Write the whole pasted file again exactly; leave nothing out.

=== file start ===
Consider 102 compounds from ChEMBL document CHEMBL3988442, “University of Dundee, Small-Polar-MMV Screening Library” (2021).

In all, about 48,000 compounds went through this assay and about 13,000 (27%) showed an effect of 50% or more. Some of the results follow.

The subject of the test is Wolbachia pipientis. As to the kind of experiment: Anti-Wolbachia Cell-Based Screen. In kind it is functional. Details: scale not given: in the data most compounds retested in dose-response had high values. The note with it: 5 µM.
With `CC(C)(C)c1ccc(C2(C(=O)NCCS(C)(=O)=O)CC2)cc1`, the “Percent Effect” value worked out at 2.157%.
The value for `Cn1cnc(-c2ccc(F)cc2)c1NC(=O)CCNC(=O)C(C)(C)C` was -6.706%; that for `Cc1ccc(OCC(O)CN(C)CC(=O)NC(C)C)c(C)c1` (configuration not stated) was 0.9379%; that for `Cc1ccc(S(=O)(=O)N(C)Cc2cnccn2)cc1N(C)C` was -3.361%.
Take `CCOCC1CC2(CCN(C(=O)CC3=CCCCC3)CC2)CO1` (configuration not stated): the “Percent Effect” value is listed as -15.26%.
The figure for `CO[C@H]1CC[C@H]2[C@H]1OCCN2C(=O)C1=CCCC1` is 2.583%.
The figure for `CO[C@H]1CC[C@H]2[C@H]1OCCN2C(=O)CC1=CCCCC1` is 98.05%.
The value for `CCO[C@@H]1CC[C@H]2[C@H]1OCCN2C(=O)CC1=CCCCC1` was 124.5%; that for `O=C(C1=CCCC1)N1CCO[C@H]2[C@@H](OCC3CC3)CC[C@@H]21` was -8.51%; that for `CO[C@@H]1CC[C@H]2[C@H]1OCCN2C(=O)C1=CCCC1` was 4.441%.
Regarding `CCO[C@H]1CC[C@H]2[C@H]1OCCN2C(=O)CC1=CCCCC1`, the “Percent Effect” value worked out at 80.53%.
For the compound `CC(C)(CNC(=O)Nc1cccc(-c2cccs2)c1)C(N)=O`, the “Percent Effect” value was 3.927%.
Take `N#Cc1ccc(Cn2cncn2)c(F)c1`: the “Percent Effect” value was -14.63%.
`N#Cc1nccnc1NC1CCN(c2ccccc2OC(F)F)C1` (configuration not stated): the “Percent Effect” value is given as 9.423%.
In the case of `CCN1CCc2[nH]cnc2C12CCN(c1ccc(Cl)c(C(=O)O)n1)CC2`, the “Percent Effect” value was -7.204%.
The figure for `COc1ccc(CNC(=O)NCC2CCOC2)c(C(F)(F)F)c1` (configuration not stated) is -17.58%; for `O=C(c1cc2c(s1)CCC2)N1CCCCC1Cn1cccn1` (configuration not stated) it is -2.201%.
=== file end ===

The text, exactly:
Consider 102 compounds from ChEMBL document CHEMBL3988442, “University of Dundee, Small-Polar-MMV Screening Library” (2021).

In all, about 48,000 compounds went through this assay and about 13,000 (27%) showed an effect of 50% or more. Some of the results follow.

The subject of the test is Wolbachia pipientis. As to the kind of experiment: Anti-Wolbachia Cell-Based Screen. In kind it is functional. Details: scale not given: in the data most compounds retested in dose-response had high values. The note with it: 5 µM.
With `CC(C)(C)c1ccc(C2(C(=O)NCCS(C)(=O)=O)CC2)cc1`, the “Percent Effect” value worked out at 2.157%.
The value for `Cn1cnc(-c2ccc(F)cc2)c1NC(=O)CCNC(=O)C(C)(C)C` was -6.706%; that for `Cc1ccc(OCC(O)CN(C)CC(=O)NC(C)C)c(C)c1` (configuration not stated) was 0.9379%; that for `Cc1ccc(S(=O)(=O)N(C)Cc2cnccn2)cc1N(C)C` was -3.361%.
Take `CCOCC1CC2(CCN(C(=O)CC3=CCCCC3)CC2)CO1` (configuration not stated): the “Percent Effect” value is listed as -15.26%.
The figure for `CO[C@H]1CC[C@H]2[C@H]1OCCN2C(=O)C1=CCCC1` is 2.583%.
The figure for `CO[C@H]1CC[C@H]2[C@H]1OCCN2C(=O)CC1=CCCCC1` is 98.05%.
The value for `CCO[C@@H]1CC[C@H]2[C@H]1OCCN2C(=O)CC1=CCCCC1` was 124.5%; that for `O=C(C1=CCCC1)N1CCO[C@H]2[C@@H](OCC3CC3)CC[C@@H]21` was -8.51%; that for `CO[C@@H]1CC[C@H]2[C@H]1OCCN2C(=O)C1=CCCC1` was 4.441%.
Regarding `CCO[C@H]1CC[C@H]2[C@H]1OCCN2C(=O)CC1=CCCCC1`, the “Percent Effect” value worked out at 80.53%.
For the compound `CC(C)(CNC(=O)Nc1cccc(-c2cccs2)c1)C(N)=O`, the “Percent Effect” value was 3.927%.
Take `N#Cc1ccc(Cn2cncn2)c(F)c1`: the “Percent Effect” value was -14.63%.
`N#Cc1nccnc1NC1CCN(c2ccccc2OC(F)F)C1` (configuration not stated): the “Percent Effect” value is given as 9.423%.
In the case of `CCN1CCc2[nH]cnc2C12CCN(c1ccc(Cl)c(C(=O)O)n1)CC2`, the “Percent Effect” value was -7.204%.
The figure for `COc1ccc(CNC(=O)NCC2CCOC2)c(C(F)(F)F)c1` (configuration not stated) is -17.58%; for `O=C(c1cc2c(s1)CCC2)N1CCCCC1Cn1cccn1` (configuration not stated) it is -2.201%.